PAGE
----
A pilot study developed and trialled a new psychological treatment, named Restore & Rebuild (R&R), with UK veterans affected by moral injury – distress resulting from events violating one’s moral or ethical code.
This innovative treatment, co-designed with leading international professionals and veterans, led to significant improvements in several areas, including symptoms of depression and PTSD, as well as moral injury-related distress. R&R represents the first evidence of an effective specific treatment for moral injury in the UK. There is currently no such treatment available.
Due to the success of this pilot study, Forces in Mind Trust has awarded a further £260,000 to fund the next phase: a randomised controlled trial to more robustly evaluate the R&R treatment.
What is Moral Injury?
In a military environment, moral injury may include when Service personnel have to make decisions that affect the survival of others; when medics are not able to care for all who were harmed; failing to report an event that violates rules or ethics, or engaging in (or witnessing without intervening to prevent) acts of disproportionate violence.
However, moral injury is not exclusive to the military. Health workers and emergency services staff, for example, may also experience it; including when clinicians understand what care patients need but are unable to provide it due to constraints that are beyond their control.
People who suffer moral injuries are at increased risk of mental health conditions such as PTSD or depression. Routine PTSD treatments are less effective when someone is experiencing a moral injury.
Restore and Rebuild
The new R&R treatment allows participants to build a relationship with a therapist over 20 sessions delivered weekly. The sessions first focus on the participants’ life experiences, as well as psychoeducation on moral injury, and involve revisiting the original morally injurious event(s). Later sessions aim to reframe their negative beliefs. Participants are also encouraged to bring a close companion along to a treatment session.
The research team is led by Dr Victoria Williamson and Professor Neil Greenberg at King’s College London, and Professor Dominic Murphy at veterans’ mental health charity, Combat Stress (also affiliated to King’s College London).
Dr Victoria Williamson, King’s College London, said: “Individuals who struggle with moral injury-related mental health difficulties can find that existing psychological therapies do not fully address the distress they experience after potentially morally injurious events. Restore & Rebuild (R&R) is a psychological treatment co-designed and developed with UK veterans and leading professionals in the field of moral injury.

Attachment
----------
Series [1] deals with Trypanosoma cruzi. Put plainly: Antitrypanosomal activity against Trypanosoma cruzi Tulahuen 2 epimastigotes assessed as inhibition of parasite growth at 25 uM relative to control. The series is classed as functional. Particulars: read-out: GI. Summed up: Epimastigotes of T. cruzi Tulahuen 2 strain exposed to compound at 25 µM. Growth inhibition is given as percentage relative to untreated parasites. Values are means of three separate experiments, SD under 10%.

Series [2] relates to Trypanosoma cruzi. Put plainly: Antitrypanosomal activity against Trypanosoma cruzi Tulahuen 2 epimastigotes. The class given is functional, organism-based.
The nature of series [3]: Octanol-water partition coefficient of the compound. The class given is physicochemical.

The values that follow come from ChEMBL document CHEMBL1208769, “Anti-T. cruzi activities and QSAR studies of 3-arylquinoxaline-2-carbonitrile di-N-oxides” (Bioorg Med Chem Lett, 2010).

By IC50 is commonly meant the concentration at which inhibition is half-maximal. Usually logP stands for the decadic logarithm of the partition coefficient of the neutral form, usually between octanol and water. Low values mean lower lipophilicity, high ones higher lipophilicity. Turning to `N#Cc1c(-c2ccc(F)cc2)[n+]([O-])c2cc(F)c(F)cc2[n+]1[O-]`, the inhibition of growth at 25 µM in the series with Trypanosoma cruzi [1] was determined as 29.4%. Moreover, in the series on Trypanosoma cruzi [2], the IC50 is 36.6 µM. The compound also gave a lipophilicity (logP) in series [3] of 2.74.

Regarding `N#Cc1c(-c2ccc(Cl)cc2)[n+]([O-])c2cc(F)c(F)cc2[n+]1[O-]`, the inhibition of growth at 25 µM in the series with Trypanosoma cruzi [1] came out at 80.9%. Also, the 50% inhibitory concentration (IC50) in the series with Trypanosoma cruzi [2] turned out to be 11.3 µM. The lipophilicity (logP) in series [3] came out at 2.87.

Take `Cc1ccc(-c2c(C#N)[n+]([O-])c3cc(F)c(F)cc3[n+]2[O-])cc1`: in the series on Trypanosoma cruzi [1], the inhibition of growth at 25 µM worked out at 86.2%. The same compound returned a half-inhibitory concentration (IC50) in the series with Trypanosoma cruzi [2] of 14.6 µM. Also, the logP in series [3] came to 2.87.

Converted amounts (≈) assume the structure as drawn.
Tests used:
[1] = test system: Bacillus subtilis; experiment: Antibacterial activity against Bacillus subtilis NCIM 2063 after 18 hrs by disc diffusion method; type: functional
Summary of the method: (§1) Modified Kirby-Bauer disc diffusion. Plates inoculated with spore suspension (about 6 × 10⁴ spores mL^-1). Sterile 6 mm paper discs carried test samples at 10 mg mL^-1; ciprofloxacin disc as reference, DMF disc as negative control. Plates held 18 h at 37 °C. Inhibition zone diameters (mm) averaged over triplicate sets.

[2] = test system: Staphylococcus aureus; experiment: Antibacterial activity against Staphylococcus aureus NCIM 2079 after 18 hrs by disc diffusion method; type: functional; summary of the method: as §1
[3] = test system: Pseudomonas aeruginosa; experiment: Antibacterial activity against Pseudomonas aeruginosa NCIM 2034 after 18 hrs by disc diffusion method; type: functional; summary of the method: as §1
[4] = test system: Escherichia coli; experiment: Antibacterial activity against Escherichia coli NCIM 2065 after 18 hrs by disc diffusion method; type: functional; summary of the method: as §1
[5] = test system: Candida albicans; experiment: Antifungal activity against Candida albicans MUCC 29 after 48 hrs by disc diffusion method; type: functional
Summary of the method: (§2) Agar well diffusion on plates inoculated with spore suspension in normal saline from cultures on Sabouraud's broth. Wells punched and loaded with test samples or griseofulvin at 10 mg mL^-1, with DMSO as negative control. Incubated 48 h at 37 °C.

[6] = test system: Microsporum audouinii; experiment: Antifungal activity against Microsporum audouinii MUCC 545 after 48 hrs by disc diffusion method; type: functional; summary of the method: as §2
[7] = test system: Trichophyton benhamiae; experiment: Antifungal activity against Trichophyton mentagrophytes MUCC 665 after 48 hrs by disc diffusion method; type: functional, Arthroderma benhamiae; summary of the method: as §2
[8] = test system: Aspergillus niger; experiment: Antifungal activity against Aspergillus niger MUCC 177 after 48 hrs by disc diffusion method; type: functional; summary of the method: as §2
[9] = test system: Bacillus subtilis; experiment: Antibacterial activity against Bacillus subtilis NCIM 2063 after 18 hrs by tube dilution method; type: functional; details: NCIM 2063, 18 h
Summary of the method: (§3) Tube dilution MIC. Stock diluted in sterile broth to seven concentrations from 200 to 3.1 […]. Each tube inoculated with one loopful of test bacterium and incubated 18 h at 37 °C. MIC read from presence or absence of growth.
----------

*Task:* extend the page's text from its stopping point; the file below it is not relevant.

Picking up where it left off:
“Our pilot study shows that R&R is a promising treatment for moral injury-related mental health problems and significantly improves wellbeing. In time, it may be possible to offer R&R to military veterans as well as other professionals (e.g. healthcare workers, police, journalists) who experience moral injury”.
Professor Neil Greenberg, King’s College London, said: “R&R offers real hope to military personnel who have been confronted by moral or ethically challenging situations which have negatively affected their mental health. Whilst our results are from a pilot study, so a degree of caution is required, they are very positive and we are delighted that FiMT have agreed to fund a follow on, far more definitive, study of the true impact of R&R.
“If this proves successful, we look forward to freely providing R&R to care organisations that treat veterans so they can help them move forward with their lives and continue to positively contribute to society”.
Professor Dominic Murphy, Head of Research at Combat Stress, said: “This study is one of the first of its kind to develop a new treatment for moral injury. The results of our study are promising, and we hope to be in a position to roll out this new treatment to support more veterans in the near future.”
Michelle Alston, Chief Executive of Forces in Mind Trust, said: “Addressing any issues that stem from an individual’s time in military service is a key tenet of the Armed Forces Covenant. But treating moral injury has posed unique difficulties as there has been no UK-specific assessment scale for clinical use, and no specific treatment.
“Restore and Rebuild offers the first possibility of a UK-specific manualised treatment for moral injury-related mental health problems, which offers great potential to help those veterans affected by moral injury whilst serving.”